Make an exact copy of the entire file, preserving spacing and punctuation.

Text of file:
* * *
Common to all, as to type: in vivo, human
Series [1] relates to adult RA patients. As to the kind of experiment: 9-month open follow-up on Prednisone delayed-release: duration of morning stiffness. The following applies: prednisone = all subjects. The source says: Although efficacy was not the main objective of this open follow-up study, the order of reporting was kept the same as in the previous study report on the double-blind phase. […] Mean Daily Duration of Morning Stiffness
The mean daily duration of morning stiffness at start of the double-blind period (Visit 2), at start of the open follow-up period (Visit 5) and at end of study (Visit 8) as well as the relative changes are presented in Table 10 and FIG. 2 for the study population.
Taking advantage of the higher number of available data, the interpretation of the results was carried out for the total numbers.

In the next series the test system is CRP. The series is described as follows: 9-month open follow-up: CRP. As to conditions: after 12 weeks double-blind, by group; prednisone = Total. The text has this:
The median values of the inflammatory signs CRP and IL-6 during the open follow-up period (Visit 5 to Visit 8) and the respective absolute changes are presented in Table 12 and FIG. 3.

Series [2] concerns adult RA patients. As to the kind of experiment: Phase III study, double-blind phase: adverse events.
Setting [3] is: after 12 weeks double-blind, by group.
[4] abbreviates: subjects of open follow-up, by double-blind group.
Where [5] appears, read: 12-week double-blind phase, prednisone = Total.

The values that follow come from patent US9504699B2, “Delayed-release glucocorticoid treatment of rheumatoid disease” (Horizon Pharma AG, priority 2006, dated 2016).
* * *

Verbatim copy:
Common to all, as to type: in vivo, human
Series [1] relates to adult RA patients. As to the kind of experiment: 9-month open follow-up on Prednisone delayed-release: duration of morning stiffness. The following applies: prednisone = all subjects. The source says: Although efficacy was not the main objective of this open follow-up study, the order of reporting was kept the same as in the previous study report on the double-blind phase. […] Mean Daily Duration of Morning Stiffness
The mean daily duration of morning stiffness at start of the double-blind period (Visit 2), at start of the open follow-up period (Visit 5) and at end of study (Visit 8) as well as the relative changes are presented in Table 10 and FIG. 2 for the study population.
Taking advantage of the higher number of available data, the interpretation of the results was carried out for the total numbers.

In the next series the test system is CRP. The series is described as follows: 9-month open follow-up: CRP. As to conditions: after 12 weeks double-blind, by group; prednisone = Total. The text has this:
The median values of the inflammatory signs CRP and IL-6 during the open follow-up period (Visit 5 to Visit 8) and the respective absolute changes are presented in Table 12 and FIG. 3.

Series [2] concerns adult RA patients. As to the kind of experiment: Phase III study, double-blind phase: adverse events.
Setting [3] is: after 12 weeks double-blind, by group.
[4] abbreviates: subjects of open follow-up, by double-blind group.
Where [5] appears, read: 12-week double-blind phase, prednisone = Total.

The values that follow come from patent US9504699B2, “Delayed-release glucocorticoid treatment of rheumatoid disease” (Horizon Pharma AG, priority 2006, dated 2016).